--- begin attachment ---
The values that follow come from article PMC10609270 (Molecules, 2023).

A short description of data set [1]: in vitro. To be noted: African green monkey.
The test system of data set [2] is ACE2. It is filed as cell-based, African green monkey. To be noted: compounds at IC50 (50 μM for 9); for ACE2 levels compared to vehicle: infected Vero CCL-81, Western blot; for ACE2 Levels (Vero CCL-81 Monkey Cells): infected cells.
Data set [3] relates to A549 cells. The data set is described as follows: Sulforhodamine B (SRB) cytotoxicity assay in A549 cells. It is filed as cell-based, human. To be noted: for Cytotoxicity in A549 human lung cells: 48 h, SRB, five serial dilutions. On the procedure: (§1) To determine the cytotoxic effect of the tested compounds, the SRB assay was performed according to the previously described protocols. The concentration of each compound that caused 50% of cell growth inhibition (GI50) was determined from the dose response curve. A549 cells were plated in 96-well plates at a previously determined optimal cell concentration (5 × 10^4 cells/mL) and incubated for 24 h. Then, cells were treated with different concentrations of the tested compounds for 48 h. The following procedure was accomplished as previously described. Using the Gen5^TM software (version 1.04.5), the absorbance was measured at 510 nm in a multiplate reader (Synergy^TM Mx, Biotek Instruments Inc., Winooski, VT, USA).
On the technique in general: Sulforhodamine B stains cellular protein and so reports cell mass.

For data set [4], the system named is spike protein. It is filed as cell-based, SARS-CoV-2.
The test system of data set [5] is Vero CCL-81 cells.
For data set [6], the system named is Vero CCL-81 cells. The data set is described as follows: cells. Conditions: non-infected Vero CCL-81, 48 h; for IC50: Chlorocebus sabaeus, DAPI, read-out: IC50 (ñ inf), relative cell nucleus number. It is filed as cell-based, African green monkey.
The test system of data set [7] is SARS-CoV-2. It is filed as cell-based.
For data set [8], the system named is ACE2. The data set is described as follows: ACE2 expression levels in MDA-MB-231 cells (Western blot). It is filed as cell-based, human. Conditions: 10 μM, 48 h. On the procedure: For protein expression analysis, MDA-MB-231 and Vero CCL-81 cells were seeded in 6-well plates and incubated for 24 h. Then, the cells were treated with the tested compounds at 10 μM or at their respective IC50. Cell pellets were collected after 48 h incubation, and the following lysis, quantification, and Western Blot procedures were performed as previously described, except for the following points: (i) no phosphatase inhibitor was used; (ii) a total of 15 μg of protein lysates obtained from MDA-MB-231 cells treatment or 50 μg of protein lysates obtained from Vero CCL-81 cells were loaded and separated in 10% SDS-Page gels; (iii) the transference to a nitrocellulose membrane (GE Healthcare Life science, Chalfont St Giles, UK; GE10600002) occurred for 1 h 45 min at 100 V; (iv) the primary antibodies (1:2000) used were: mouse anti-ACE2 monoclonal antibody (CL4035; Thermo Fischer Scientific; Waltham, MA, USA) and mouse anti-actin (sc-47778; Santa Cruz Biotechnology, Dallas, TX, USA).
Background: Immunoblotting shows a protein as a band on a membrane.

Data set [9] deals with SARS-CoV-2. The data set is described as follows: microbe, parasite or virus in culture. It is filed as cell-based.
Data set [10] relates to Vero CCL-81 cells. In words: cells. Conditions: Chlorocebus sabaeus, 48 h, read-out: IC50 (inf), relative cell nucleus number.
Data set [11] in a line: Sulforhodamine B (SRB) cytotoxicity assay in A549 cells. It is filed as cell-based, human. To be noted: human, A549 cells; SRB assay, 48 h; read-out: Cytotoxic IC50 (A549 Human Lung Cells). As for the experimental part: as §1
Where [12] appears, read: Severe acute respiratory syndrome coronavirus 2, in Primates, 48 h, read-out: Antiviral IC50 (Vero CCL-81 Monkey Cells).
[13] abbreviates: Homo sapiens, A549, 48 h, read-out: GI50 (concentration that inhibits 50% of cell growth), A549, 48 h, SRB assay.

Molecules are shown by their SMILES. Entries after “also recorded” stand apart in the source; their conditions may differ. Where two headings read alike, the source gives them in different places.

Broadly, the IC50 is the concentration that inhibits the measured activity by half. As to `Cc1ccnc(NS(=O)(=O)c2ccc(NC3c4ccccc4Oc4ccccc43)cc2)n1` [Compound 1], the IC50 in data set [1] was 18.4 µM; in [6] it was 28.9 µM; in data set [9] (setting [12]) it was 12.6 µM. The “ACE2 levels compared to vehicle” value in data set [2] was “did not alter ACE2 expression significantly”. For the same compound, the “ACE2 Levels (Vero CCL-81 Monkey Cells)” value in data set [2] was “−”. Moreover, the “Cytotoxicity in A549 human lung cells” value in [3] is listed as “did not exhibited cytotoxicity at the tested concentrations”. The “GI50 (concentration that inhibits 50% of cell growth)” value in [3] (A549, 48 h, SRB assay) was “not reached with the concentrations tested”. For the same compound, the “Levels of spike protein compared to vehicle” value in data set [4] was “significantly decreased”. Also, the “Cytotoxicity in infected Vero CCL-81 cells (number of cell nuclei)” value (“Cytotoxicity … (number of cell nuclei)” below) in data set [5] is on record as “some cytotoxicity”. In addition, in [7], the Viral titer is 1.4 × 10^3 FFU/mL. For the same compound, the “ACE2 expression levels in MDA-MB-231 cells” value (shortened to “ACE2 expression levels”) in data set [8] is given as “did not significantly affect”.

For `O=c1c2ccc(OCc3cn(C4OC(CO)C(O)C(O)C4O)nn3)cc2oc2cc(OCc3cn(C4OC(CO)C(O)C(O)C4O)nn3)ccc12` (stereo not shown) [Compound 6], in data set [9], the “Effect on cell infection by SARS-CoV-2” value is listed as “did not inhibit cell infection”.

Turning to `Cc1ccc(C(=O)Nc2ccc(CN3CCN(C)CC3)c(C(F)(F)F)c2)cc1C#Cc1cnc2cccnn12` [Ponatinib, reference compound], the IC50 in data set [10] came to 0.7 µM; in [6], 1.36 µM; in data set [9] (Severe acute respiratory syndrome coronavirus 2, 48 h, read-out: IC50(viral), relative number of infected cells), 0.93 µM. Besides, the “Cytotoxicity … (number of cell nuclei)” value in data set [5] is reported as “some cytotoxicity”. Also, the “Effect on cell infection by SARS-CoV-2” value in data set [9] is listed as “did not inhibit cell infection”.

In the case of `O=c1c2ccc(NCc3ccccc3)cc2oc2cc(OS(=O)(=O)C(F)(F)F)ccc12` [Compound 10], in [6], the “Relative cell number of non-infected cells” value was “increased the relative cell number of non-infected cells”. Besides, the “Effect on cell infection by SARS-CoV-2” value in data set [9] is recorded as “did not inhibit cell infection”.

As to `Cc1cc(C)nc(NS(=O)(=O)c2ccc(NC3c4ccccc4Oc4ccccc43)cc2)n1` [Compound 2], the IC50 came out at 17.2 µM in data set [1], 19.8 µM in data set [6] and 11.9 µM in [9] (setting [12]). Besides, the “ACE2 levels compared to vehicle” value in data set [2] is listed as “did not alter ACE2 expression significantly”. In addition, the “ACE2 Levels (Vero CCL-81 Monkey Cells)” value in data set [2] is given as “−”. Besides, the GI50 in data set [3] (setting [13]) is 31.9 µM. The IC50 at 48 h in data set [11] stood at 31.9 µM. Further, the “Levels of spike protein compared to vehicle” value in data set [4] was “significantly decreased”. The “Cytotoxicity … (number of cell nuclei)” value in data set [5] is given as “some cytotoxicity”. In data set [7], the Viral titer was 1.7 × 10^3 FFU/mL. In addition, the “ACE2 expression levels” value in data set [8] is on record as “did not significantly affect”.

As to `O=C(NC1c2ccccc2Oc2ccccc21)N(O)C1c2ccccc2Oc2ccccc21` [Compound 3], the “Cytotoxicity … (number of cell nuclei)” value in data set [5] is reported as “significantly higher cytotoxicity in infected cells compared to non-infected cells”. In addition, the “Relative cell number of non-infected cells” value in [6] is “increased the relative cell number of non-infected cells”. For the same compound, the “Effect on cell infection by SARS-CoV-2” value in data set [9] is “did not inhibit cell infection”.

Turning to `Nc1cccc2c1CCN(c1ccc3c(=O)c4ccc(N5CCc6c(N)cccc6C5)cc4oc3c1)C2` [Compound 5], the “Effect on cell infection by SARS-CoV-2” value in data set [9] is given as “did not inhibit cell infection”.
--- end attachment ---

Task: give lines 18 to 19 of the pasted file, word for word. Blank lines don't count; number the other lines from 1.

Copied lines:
Broadly, the IC50 is the concentration that inhibits the measured activity by half. As to `Cc1ccnc(NS(=O)(=O)c2ccc(NC3c4ccccc4Oc4ccccc43)cc2)n1` [Compound 1], the IC50 in data set [1] was 18.4 µM; in [6] it was 28.9 µM; in data set [9] (setting [12]) it was 12.6 µM. The “ACE2 levels compared to vehicle” value in data set [2] was “did not alter ACE2 expression significantly”. For the same compound, the “ACE2 Levels (Vero CCL-81 Monkey Cells)” value in data set [2] was “−”. Moreover, the “Cytotoxicity in A549 human lung cells” value in [3] is listed as “did not exhibited cytotoxicity at the tested concentrations”. The “GI50 (concentration that inhibits 50% of cell growth)” value in [3] (A549, 48 h, SRB assay) was “not reached with the concentrations tested”. For the same compound, the “Levels of spike protein compared to vehicle” value in data set [4] was “significantly decreased”. Also, the “Cytotoxicity in infected Vero CCL-81 cells (number of cell nuclei)” value (“Cytotoxicity … (number of cell nuclei)” below) in data set [5] is on record as “some cytotoxicity”. In addition, in [7], the Viral titer is 1.4 × 10^3 FFU/mL. For the same compound, the “ACE2 expression levels in MDA-MB-231 cells” value (shortened to “ACE2 expression levels”) in data set [8] is given as “did not significantly affect”.

For `O=c1c2ccc(OCc3cn(C4OC(CO)C(O)C(O)C4O)nn3)cc2oc2cc(OCc3cn(C4OC(CO)C(O)C(O)C4O)nn3)ccc12` (stereo not shown) [Compound 6], in data set [9], the “Effect on cell infection by SARS-CoV-2” value is listed as “did not inhibit cell infection”.